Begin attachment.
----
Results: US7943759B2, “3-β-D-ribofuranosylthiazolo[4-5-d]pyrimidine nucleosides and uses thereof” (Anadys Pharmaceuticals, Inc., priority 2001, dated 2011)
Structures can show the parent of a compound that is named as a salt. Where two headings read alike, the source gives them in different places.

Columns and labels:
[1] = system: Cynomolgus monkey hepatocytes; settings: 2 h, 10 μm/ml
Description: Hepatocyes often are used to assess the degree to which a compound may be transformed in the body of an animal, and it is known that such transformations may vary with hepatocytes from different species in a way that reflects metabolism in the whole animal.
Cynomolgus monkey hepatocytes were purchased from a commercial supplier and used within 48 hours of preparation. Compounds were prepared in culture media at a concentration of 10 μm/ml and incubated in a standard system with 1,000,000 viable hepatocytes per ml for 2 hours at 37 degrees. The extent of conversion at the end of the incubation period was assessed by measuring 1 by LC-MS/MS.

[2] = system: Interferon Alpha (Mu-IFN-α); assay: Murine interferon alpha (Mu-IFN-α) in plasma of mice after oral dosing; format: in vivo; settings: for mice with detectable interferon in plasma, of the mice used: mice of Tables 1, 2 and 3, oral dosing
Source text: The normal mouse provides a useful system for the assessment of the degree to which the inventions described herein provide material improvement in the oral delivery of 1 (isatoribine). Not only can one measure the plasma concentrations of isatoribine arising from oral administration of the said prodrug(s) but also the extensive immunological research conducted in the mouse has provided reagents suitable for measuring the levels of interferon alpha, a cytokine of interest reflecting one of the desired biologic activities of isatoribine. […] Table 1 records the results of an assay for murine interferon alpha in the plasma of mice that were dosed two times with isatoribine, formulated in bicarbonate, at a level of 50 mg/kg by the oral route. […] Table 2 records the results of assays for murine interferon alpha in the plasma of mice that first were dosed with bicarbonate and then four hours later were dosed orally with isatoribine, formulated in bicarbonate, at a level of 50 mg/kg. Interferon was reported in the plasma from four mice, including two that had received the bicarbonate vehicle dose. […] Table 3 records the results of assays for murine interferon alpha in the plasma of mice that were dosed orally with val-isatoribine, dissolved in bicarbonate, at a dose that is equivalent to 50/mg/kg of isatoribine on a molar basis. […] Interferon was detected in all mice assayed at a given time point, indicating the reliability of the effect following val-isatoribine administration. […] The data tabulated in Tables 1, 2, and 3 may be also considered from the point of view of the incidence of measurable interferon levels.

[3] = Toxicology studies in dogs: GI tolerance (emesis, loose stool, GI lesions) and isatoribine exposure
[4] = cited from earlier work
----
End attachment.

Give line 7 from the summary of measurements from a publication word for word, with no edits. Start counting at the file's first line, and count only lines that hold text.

[2] = system: Interferon Alpha (Mu-IFN-α); assay: Murine interferon alpha (Mu-IFN-α) in plasma of mice after oral dosing; format: in vivo; settings: for mice with detectable interferon in plasma, of the mice used: mice of Tables 1, 2 and 3, oral dosing